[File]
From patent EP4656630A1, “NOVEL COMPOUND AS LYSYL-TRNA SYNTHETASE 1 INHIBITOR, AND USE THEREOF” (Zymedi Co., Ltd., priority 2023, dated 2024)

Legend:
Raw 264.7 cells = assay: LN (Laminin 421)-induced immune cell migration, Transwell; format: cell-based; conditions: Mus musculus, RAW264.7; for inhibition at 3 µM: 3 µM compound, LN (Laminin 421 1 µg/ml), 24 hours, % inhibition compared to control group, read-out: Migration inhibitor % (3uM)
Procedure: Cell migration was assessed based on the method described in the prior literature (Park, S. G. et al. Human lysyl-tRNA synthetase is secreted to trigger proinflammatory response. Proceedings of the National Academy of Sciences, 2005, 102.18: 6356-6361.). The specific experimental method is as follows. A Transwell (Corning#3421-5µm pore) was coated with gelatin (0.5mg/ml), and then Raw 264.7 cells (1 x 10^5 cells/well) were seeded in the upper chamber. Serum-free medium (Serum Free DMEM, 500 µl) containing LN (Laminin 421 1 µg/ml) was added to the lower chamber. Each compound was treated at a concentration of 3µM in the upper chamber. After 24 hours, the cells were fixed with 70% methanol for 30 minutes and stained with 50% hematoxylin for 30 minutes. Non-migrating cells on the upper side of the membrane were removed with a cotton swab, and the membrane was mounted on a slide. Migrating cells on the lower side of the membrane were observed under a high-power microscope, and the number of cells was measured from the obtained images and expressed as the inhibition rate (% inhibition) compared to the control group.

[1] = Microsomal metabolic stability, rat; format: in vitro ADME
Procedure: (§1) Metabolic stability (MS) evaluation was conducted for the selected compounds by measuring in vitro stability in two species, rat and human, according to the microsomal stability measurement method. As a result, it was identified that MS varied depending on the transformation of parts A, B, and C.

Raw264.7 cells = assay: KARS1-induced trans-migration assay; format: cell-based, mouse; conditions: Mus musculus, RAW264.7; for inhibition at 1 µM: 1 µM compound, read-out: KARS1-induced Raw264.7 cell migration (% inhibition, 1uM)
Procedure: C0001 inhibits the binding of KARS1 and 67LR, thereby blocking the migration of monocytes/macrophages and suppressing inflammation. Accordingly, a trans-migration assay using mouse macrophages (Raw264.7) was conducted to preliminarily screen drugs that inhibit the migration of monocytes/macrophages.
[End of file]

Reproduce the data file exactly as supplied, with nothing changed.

From patent EP4656630A1, “NOVEL COMPOUND AS LYSYL-TRNA SYNTHETASE 1 INHIBITOR, AND USE THEREOF” (Zymedi Co., Ltd., priority 2023, dated 2024)

Legend:
Raw 264.7 cells = assay: LN (Laminin 421)-induced immune cell migration, Transwell; format: cell-based; conditions: Mus musculus, RAW264.7; for inhibition at 3 µM: 3 µM compound, LN (Laminin 421 1 µg/ml), 24 hours, % inhibition compared to control group, read-out: Migration inhibitor % (3uM)
Procedure: Cell migration was assessed based on the method described in the prior literature (Park, S. G. et al. Human lysyl-tRNA synthetase is secreted to trigger proinflammatory response. Proceedings of the National Academy of Sciences, 2005, 102.18: 6356-6361.). The specific experimental method is as follows. A Transwell (Corning#3421-5µm pore) was coated with gelatin (0.5mg/ml), and then Raw 264.7 cells (1 x 10^5 cells/well) were seeded in the upper chamber. Serum-free medium (Serum Free DMEM, 500 µl) containing LN (Laminin 421 1 µg/ml) was added to the lower chamber. Each compound was treated at a concentration of 3µM in the upper chamber. After 24 hours, the cells were fixed with 70% methanol for 30 minutes and stained with 50% hematoxylin for 30 minutes. Non-migrating cells on the upper side of the membrane were removed with a cotton swab, and the membrane was mounted on a slide. Migrating cells on the lower side of the membrane were observed under a high-power microscope, and the number of cells was measured from the obtained images and expressed as the inhibition rate (% inhibition) compared to the control group.

[1] = Microsomal metabolic stability, rat; format: in vitro ADME
Procedure: (§1) Metabolic stability (MS) evaluation was conducted for the selected compounds by measuring in vitro stability in two species, rat and human, according to the microsomal stability measurement method. As a result, it was identified that MS varied depending on the transformation of parts A, B, and C.

Raw264.7 cells = assay: KARS1-induced trans-migration assay; format: cell-based, mouse; conditions: Mus musculus, RAW264.7; for inhibition at 1 µM: 1 µM compound, read-out: KARS1-induced Raw264.7 cell migration (% inhibition, 1uM)
Procedure: C0001 inhibits the binding of KARS1 and 67LR, thereby blocking the migration of monocytes/macrophages and suppressing inflammation. Accordingly, a trans-migration assay using mouse macrophages (Raw264.7) was conducted to preliminarily screen drugs that inhibit the migration of monocytes/macrophages.